Amid protests and looting, officials work to preserve Egypt's treasures





Archaeologists expressed deep concern on Sunday that many of Egypt's historical treasures were threatened by looters in the wake of the nation's uprising, while Egypt's top antiquities official said that all 24 national museums were now under protection of the Army and that damage to the main Cairo museum that shelters thousands of priceless artifacts appeared limited.

Officials in Egypt and American Egyptologists said they were worried, however, about reports of ongoing looting at Saqqara, a famous site south of Cairo that is home to Egypt's first stone pyramid and hundreds of tombs spanning three thousand years of the country's deep cultural history.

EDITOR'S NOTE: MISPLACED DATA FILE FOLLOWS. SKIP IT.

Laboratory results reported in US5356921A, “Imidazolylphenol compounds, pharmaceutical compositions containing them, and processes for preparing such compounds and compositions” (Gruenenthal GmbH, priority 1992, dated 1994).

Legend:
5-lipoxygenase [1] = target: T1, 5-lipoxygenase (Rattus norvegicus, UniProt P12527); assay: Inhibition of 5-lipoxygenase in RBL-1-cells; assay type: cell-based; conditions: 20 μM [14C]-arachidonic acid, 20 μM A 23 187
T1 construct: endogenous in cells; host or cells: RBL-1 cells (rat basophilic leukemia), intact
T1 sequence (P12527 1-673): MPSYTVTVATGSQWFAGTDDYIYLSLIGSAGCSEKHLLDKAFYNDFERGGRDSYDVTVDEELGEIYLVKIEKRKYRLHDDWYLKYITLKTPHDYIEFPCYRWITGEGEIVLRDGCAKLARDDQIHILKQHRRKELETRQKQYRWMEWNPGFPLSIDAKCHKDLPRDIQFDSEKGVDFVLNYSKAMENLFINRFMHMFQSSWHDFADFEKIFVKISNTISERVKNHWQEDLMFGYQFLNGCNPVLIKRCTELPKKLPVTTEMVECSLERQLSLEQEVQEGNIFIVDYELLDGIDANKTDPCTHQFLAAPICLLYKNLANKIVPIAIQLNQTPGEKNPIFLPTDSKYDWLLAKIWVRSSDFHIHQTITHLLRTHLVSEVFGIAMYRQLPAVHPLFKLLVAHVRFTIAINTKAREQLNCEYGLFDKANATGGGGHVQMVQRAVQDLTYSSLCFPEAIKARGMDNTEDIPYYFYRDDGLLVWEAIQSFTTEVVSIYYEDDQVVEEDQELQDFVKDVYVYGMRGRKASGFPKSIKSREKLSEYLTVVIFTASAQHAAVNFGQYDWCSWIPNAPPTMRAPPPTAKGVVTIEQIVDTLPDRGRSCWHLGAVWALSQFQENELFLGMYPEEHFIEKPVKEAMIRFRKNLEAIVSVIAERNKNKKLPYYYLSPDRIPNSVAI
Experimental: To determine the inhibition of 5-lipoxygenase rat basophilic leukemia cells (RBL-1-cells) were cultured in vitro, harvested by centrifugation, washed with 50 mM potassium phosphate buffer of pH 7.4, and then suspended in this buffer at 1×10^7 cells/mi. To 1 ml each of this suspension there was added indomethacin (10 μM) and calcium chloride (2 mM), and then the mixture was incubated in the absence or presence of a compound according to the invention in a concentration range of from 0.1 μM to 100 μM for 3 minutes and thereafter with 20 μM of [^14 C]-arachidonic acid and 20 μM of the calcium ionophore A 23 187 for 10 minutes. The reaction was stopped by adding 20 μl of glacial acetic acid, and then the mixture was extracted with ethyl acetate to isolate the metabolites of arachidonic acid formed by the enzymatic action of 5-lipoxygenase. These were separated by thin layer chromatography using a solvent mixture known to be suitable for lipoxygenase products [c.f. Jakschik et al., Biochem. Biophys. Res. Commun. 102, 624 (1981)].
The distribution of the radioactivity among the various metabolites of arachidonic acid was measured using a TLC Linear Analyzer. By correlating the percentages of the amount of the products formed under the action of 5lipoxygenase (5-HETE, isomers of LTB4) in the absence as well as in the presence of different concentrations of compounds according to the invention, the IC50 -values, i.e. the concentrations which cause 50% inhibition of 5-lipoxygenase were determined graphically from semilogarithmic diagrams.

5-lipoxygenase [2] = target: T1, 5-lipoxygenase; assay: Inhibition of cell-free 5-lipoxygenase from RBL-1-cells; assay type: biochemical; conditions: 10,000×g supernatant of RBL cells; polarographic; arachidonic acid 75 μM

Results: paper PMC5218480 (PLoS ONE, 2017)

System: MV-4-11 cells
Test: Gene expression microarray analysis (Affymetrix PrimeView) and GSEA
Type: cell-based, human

While deep concern - or even panic - continues to sweep through the community Egyptologists in the United States, Zahi Hawass, secretary general of Egypt's Supreme Council on Antiquities, said Sunday that, "Nothing is stolen from the Cairo museum." He is now directing a team to assess the damage at Saqqara and other outlying sites where archaeological digs are ongoing.

Speaking via cell phone from Cairo, Hawass said that a few items were broken - including a statue of King Tutankhamun riding a jaguar - after looters smashed windows on the roof of the Museum of Egyptian Antiquities and descended into the building with ropes Friday night. He added that all of the broken artifacts could be restored....




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